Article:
NGOs call on German corporations to invest more in climate protection
Clean Energy Wire
Instead of distributing increasing amounts of their profits to shareholders, publicly-listed German corporations should invest more in climate protection, development and aid NGO Oxfam Germany and Berlin-based financial reform activist organisation Finanzwende Research argue in a report. The NGOs are calling for a corporate legal framework that ensures that corporations no longer put shareholder interests above the common good. Oxfam and Finanzwende examined 30 companies listed on Germany’s DAX stock index and found that many of them would have the financial leeway for the investments that the EU says are required to reach climate neutrality by 2050 but they instead choose to use increasing parts of their profits for shareholder dividends or to build up financial reserves.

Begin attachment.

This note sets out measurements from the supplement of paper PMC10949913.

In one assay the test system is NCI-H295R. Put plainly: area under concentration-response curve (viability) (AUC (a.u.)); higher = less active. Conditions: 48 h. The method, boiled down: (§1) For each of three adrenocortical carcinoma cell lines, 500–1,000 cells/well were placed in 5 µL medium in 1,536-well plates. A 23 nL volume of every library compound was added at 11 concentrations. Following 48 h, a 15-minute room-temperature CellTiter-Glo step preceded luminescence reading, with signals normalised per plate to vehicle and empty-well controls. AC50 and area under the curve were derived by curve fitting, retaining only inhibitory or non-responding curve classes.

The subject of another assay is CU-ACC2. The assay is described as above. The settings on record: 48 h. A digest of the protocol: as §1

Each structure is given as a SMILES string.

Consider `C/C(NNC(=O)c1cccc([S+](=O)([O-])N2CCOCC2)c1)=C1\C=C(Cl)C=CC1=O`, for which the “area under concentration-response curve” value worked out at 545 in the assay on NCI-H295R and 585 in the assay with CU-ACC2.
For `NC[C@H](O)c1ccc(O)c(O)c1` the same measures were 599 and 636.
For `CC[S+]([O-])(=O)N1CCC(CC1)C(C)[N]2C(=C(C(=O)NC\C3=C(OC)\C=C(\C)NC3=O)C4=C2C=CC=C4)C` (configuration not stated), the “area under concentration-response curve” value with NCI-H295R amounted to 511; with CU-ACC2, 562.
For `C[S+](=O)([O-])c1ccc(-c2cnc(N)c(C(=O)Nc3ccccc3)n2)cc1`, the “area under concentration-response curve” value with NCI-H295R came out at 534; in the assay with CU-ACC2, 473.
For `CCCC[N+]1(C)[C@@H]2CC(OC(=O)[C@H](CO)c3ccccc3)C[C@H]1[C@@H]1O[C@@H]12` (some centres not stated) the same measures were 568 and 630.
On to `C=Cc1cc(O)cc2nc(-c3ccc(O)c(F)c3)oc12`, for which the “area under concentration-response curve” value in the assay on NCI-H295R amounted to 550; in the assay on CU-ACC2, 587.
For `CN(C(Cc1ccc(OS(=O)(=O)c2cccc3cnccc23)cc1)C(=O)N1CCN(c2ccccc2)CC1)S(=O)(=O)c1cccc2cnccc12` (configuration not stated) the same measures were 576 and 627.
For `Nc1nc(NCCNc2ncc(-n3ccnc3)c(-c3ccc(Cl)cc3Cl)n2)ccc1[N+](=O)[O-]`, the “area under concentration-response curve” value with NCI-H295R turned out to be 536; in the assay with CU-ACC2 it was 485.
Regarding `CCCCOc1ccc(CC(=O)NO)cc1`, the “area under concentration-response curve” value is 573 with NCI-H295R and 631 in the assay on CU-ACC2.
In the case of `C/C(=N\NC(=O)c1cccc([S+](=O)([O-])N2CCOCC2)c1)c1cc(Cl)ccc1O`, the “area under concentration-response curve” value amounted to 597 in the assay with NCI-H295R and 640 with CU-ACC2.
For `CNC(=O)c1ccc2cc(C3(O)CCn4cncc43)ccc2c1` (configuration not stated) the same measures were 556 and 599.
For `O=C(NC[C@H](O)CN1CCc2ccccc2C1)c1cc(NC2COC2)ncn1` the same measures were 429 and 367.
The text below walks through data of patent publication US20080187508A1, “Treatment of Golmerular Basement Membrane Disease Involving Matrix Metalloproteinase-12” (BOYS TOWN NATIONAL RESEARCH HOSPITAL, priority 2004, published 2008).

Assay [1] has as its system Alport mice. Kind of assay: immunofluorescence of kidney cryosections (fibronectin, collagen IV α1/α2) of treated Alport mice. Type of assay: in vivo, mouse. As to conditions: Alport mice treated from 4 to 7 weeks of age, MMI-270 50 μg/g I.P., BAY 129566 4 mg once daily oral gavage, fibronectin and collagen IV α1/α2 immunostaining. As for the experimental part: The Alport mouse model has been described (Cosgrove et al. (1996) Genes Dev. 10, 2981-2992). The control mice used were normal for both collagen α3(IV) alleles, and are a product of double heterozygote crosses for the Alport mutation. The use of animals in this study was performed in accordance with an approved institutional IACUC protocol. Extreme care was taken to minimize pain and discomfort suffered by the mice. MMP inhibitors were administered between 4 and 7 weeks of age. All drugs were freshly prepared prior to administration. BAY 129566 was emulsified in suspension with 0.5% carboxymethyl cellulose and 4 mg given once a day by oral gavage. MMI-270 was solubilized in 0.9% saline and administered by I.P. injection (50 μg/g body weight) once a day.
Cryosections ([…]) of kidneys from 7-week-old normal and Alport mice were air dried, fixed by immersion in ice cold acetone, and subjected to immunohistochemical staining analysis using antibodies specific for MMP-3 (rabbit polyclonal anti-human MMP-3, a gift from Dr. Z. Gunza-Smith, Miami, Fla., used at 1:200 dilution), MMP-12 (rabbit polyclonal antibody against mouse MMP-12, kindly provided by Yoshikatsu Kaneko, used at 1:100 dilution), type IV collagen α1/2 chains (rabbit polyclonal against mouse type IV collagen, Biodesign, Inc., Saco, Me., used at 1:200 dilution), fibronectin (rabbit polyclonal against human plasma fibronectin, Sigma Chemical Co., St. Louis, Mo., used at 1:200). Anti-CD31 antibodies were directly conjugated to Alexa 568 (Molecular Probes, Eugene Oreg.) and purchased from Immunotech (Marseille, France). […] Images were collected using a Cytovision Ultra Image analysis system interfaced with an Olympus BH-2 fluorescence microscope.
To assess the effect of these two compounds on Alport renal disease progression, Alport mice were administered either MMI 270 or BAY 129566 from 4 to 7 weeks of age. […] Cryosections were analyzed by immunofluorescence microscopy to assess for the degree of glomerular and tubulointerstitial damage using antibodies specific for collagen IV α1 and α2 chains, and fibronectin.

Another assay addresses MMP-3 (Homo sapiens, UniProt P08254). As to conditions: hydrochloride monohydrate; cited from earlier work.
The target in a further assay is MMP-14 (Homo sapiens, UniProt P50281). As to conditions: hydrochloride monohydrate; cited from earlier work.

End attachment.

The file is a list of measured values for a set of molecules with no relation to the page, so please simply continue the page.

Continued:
Between 2009 and 2020, dividends increased by 85 percent, almost twice as much as profits, which rose by 48 percent, according to the report. Energy companies RWE and E.ON and steelmaker ThyssenKrupp, for instance, even paid out dividends in years of loss. In addition, the companies’ financial reserves grew from 122 billion euros in 2014 to almost 200 billion at the end of 2020, also mainly benefitting shareholders, the NGOs said. At the same time, there has been a lack of climate protection investments. Oxfam and Finanzwende argue that all companies invest too little, and many would be able to do so without any problems, even without government subsidies or tax breaks. In the transport sector, for example, the investment gap for climate neutrality by 2050 among BMW, Daimler, Volkswagen and Lufthansa amounts to 13.8 billion euros per year, while their profits have recently more than doubled on average. The companies could make the necessary climate investments and still distribute profits at the levels of 2009 and 2010, they add.